It is normal for children to have problems from time to time, and to express emotions such as anger, sadness, frustration, or to show anxiety.
You probably know your child better than anyone else, so you should consider chatting to a qualified professional if you observe that your child:
- is regularly anxious or distressed
- is upset and can’t be comforted or is having problems that seem to be getting worse
- has a sudden change in their usual behaviour that lasts longer than two weeks or that is hurting them or other people
- has problems that are getting in the way of their daily functioning
- has problems with eating, sleeping, concentrating or doing usual tasks such as school work or joining in regular social or family activities.
If you’re concerned and want to ask questions or think your child might need support, it’s a good idea to seek a professional’s help.
Who should I go to?
It can be hard to know where to go and how to access help for your child. But before going to a see anyone, it can be helpful to think about the type of support and assistance they need.
Would they benefit from…?
- Emotional support to develop coping skills and resilience.
- Access to information about mental illness and the symptoms you (or your partner) experience.
- Practical help with household tasks, travel and other caring activities they may have taken on.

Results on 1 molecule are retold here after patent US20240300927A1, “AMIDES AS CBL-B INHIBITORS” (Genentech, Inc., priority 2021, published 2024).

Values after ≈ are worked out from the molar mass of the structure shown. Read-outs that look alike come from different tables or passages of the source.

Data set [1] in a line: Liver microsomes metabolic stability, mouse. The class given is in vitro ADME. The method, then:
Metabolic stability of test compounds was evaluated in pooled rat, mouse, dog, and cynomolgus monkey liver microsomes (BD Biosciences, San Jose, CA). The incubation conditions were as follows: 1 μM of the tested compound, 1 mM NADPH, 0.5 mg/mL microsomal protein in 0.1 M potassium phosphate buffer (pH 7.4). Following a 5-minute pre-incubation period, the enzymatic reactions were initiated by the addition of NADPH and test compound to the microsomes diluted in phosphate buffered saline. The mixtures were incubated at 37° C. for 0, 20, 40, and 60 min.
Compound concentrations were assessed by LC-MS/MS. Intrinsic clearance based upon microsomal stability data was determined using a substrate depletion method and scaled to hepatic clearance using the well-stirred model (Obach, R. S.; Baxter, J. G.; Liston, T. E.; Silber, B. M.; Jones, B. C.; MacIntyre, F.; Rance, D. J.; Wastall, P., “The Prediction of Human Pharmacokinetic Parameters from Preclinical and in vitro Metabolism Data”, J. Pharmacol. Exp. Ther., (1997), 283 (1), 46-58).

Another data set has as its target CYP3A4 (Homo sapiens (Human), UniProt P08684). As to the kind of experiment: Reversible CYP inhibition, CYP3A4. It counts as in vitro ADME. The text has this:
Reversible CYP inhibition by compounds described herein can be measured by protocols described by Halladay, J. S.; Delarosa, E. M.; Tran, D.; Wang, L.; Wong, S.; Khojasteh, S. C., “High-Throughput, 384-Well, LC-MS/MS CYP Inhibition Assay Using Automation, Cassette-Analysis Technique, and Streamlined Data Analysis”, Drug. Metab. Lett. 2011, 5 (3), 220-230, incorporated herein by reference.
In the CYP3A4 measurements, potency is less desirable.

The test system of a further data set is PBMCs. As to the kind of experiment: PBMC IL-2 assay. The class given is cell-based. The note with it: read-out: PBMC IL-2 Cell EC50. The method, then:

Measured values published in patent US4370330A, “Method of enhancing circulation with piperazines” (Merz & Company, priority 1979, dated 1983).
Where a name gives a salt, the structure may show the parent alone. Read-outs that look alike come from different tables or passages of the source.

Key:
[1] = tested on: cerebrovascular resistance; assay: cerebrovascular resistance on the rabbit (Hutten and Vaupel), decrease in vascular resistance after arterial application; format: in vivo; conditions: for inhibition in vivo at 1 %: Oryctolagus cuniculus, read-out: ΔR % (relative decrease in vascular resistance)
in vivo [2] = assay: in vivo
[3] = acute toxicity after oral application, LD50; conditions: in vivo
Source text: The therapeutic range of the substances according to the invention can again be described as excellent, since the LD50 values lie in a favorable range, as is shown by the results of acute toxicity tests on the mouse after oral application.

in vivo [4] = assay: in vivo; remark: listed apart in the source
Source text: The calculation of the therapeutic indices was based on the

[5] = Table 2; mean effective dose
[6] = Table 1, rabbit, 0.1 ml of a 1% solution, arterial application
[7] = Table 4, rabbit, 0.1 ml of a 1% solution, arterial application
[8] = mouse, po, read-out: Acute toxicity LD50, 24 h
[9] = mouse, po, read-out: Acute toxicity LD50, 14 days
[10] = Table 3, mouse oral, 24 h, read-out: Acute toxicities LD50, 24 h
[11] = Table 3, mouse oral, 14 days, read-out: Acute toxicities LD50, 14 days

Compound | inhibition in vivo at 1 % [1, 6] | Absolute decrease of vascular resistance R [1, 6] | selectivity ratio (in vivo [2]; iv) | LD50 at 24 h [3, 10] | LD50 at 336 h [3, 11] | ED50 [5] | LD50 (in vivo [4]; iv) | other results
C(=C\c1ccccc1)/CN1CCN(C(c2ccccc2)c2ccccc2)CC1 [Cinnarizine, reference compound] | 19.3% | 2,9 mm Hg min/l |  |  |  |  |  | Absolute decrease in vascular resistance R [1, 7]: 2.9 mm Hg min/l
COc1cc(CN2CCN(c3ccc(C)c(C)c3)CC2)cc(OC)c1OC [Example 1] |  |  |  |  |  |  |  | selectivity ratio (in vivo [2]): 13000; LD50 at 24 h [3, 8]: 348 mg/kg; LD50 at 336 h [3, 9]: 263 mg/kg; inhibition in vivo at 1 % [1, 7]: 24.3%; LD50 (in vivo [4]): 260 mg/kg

- Extra support at school.
- Help for your teenager’s own mental health concerns.
- Support for challenging behaviour or family relationships.
- Assistance to take time out or access respite.
Help can come from family and friends or from professionals working in mental health, education or non-government organisations.
Start with your doctor
A good place to start the discussion about getting support for your child is with your doctor or a paediatrician. They will be able to help recognise if your child needs assistance, or if your concerns are just a normal part of your child’s growth. You can also approach:
- your local child and adolescent mental health service
- a social worker
- a psychologist/counsellor
- your local child health nurse – there may be one at your child’s school.
KidsMatter (the Australian mental health initiative for primary schools and early childhood education and care services) offers some great suggestions as to who to approach – including helplines you can call for information.
What can I do to help?
Read the information about mental health problems in children below. Each resource offers advice on a range of issues.
You can then read more general information for parents who experience mental illness in the ‘Helping my child and family’ section of this website.
- KidsMatter: How mental health difficulties affect children (0-5)
- Parenting strategies: Preventing depression and anxiety in children 0-5 and 12-17 years
- Headspace: information for parents and families
- YouthBeyondBlue: Depression and anxiety in young people – information for parents
- SANE Australia Checklist pamphlet: Something is not quite right
- YouthBeyondBlue: Suicide – knowing the signs and when to get help
- KidsMatter website information and info sheets for families on supporting child mental health, at primary school and in early childhood settings
- The Raising Children Network – A resource on all aspects on parenting and anxiety problems and disorders in children
- beyondblue and Headspace – sections for parents. (Other youth websites also have parent’s sections)
I felt like my illness had taken absolutely everything from me. I was angry with this illness and probably still am.
I worry about my daughter. I worry about the effects this is having on her. I worry about my son. Why did I get so sick?
Sam, WA mum